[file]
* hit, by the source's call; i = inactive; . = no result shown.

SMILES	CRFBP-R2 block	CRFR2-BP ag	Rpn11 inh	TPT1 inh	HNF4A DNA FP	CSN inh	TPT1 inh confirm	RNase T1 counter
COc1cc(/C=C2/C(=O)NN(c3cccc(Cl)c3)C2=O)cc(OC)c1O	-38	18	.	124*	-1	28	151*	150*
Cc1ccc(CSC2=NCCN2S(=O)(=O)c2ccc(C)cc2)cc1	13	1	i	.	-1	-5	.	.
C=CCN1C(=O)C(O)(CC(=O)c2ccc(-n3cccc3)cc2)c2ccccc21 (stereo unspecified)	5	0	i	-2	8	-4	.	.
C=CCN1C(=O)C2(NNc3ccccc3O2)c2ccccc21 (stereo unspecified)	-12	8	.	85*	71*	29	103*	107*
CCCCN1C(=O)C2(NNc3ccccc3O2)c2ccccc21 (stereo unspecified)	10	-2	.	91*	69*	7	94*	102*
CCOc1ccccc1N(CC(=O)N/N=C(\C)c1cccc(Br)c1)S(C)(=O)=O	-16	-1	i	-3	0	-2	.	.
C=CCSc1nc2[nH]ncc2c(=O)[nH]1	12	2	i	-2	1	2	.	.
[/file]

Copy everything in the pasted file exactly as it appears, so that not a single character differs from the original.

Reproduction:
* hit, by the source's call; i = inactive; . = no result shown.

SMILES	CRFBP-R2 block	CRFR2-BP ag	Rpn11 inh	TPT1 inh	HNF4A DNA FP	CSN inh	TPT1 inh confirm	RNase T1 counter
COc1cc(/C=C2/C(=O)NN(c3cccc(Cl)c3)C2=O)cc(OC)c1O	-38	18	.	124*	-1	28	151*	150*
Cc1ccc(CSC2=NCCN2S(=O)(=O)c2ccc(C)cc2)cc1	13	1	i	.	-1	-5	.	.
C=CCN1C(=O)C(O)(CC(=O)c2ccc(-n3cccc3)cc2)c2ccccc21 (stereo unspecified)	5	0	i	-2	8	-4	.	.
C=CCN1C(=O)C2(NNc3ccccc3O2)c2ccccc21 (stereo unspecified)	-12	8	.	85*	71*	29	103*	107*
CCCCN1C(=O)C2(NNc3ccccc3O2)c2ccccc21 (stereo unspecified)	10	-2	.	91*	69*	7	94*	102*
CCOc1ccccc1N(CC(=O)N/N=C(\C)c1cccc(Br)c1)S(C)(=O)=O	-16	-1	i	-3	0	-2	.	.
C=CCSc1nc2[nH]ncc2c(=O)[nH]1	12	2	i	-2	1	2	.	.